|Boavida, Leonor -|
Submitted to: Encyclopedia of Life Sciences
Publication Type: Peer Reviewed Journal
Publication Acceptance Date: September 14, 2009
Publication Date: January 15, 2010
Repository URL: http://mrw.interscience.wiley.com/emrw/9780470015902/els/article/a0002038/current/abstract?hd=All,sheila&hd=All,mccormick
Citation: Boavida, L.C., Mccormick, S.M. 2010. Gametophyte and Sporophyte. Encyclopedia of Life Sciences. Online 1/15/2010. 10.1002/9780470015902.a0002038.pub2. Interpretive Summary: This encyclopedia entry reviews the life cycles of plants, from the gametophyte phase to the sporophyte phase.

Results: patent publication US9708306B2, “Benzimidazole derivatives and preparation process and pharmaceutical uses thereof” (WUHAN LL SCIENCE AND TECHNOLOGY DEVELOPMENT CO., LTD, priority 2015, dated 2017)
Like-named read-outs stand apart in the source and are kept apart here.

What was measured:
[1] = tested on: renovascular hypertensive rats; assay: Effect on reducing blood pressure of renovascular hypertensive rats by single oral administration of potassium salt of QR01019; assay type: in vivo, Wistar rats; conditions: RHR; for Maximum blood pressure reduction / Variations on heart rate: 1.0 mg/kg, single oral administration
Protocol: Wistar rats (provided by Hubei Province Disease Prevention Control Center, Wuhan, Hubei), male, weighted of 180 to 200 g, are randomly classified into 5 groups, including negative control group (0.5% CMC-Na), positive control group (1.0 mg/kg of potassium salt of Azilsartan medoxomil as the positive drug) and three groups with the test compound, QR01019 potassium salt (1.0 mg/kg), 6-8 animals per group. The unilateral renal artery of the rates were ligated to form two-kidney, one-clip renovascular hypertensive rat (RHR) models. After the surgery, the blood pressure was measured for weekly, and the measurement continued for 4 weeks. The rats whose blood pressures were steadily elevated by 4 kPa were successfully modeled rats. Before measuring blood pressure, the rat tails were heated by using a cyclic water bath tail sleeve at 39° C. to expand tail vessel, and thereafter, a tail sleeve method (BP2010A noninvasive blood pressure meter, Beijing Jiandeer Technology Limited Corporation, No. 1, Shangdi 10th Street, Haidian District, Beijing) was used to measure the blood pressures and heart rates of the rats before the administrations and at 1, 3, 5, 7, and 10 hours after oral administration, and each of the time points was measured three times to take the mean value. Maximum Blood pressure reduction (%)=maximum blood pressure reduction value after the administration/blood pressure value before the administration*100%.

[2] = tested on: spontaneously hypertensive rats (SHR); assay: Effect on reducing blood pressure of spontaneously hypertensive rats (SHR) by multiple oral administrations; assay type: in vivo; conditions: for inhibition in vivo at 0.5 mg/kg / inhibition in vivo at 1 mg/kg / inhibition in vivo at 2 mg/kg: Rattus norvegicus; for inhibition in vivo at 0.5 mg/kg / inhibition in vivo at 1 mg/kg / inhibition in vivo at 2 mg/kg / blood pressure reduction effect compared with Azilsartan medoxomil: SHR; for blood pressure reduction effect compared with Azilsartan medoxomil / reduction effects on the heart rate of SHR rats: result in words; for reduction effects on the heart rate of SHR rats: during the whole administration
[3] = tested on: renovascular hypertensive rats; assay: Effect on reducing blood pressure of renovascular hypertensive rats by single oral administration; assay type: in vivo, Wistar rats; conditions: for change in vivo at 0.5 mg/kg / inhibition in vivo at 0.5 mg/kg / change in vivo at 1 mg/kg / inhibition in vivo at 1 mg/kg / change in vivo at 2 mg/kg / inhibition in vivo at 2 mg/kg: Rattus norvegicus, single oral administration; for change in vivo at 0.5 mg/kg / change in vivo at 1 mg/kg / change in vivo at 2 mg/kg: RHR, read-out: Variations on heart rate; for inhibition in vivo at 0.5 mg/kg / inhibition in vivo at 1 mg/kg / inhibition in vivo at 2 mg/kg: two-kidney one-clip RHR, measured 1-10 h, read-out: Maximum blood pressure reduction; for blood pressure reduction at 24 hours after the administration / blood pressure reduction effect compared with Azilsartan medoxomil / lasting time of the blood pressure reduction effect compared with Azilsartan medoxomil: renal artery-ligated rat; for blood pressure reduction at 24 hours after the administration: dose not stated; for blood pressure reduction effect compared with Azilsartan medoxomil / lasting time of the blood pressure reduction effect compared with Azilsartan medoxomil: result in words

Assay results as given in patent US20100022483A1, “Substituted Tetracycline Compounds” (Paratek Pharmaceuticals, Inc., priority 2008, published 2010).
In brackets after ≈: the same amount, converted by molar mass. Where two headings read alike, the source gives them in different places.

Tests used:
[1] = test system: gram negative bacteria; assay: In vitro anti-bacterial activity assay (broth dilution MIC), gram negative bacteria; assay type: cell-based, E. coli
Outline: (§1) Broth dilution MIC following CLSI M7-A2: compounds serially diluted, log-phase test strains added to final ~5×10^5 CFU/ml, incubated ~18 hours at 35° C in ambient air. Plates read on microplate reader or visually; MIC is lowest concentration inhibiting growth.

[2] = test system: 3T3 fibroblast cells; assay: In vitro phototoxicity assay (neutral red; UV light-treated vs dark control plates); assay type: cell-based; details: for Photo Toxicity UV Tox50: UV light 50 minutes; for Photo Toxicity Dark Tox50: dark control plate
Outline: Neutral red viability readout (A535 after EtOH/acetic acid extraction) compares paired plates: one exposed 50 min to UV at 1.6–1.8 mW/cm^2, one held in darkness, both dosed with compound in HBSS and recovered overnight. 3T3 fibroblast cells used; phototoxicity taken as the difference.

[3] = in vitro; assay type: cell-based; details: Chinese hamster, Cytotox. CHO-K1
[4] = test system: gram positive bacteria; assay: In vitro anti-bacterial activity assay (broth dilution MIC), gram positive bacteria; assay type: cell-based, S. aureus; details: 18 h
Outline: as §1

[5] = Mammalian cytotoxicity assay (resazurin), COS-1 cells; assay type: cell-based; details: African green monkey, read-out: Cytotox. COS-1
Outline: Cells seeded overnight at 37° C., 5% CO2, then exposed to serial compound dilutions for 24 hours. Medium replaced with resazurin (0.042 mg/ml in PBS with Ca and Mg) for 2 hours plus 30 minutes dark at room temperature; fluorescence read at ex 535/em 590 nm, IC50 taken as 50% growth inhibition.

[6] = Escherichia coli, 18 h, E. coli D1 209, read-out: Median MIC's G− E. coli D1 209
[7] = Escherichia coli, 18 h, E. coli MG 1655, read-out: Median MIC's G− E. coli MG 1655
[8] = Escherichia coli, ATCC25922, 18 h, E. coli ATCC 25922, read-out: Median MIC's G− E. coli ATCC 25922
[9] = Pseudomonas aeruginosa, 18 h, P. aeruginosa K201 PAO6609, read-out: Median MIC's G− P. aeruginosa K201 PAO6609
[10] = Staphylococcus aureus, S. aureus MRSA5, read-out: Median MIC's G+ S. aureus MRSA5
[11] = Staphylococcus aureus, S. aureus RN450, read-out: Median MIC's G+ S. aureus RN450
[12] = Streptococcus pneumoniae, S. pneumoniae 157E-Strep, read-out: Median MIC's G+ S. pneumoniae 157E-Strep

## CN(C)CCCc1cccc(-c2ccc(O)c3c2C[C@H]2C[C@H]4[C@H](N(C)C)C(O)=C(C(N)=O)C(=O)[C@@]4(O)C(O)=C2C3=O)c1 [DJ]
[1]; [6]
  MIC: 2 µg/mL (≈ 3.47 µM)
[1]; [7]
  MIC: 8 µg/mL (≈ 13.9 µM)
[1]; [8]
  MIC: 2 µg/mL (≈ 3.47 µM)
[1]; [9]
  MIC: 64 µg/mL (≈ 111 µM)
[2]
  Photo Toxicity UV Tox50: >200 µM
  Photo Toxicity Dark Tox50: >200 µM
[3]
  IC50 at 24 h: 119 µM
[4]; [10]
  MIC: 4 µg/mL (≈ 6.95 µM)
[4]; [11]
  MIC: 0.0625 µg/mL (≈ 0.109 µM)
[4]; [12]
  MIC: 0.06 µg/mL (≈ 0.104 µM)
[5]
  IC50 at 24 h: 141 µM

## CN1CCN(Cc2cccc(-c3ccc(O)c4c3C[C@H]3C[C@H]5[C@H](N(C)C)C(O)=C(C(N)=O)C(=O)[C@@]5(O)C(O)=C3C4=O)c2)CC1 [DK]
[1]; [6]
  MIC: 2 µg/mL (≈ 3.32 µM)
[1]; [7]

Technical Abstract: All land plants are believed to have had their origin in a unicellular green algal ancestor. The major innovations in the evolution of early land plants from their primitive ancestors were, not surprisingly, adaptations that allowed plants to reproduce in the absence of water. Besides a more sophisticated and differentiated multicellular anatomy, the invention of new reproductive structures and strategies were fundamental for the success of terrestrial colonization. One of the key innovations in the life history of land plants was the emergence of a haplo-diplontic life cycle, in which an asexual diploid phase, the sporophyte, is predominant over a reduced and dependent sexual haploid phase, the gametophyte. Other evolutionary trends include a transition to a heterosporic life cycle, internalization of gametes within specialized gametophytes, development of a pollination mechanism independent of water for fertilization, and the invention of seeds, an efficient way of protecting and dispersing the developing embryos.